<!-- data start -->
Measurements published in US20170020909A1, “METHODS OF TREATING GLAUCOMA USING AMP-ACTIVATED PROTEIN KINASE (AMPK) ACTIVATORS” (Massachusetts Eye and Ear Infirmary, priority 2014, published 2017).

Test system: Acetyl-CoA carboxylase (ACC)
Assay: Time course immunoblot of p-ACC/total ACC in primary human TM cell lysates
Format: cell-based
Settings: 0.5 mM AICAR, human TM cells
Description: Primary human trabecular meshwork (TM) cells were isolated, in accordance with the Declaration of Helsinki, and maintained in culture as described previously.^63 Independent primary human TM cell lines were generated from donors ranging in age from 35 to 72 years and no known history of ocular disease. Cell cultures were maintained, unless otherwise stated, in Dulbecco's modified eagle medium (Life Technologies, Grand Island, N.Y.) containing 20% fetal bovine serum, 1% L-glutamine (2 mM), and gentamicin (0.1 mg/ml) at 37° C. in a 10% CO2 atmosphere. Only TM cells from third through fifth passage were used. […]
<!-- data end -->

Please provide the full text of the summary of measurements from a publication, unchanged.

Measurements published in US20170020909A1, “METHODS OF TREATING GLAUCOMA USING AMP-ACTIVATED PROTEIN KINASE (AMPK) ACTIVATORS” (Massachusetts Eye and Ear Infirmary, priority 2014, published 2017).

Test system: Acetyl-CoA carboxylase (ACC)
Assay: Time course immunoblot of p-ACC/total ACC in primary human TM cell lysates
Format: cell-based
Settings: 0.5 mM AICAR, human TM cells
Description: Primary human trabecular meshwork (TM) cells were isolated, in accordance with the Declaration of Helsinki, and maintained in culture as described previously.^63 Independent primary human TM cell lines were generated from donors ranging in age from 35 to 72 years and no known history of ocular disease. Cell cultures were maintained, unless otherwise stated, in Dulbecco's modified eagle medium (Life Technologies, Grand Island, N.Y.) containing 20% fetal bovine serum, 1% L-glutamine (2 mM), and gentamicin (0.1 mg/ml) at 37° C. in a 10% CO2 atmosphere. Only TM cells from third through fifth passage were used. […]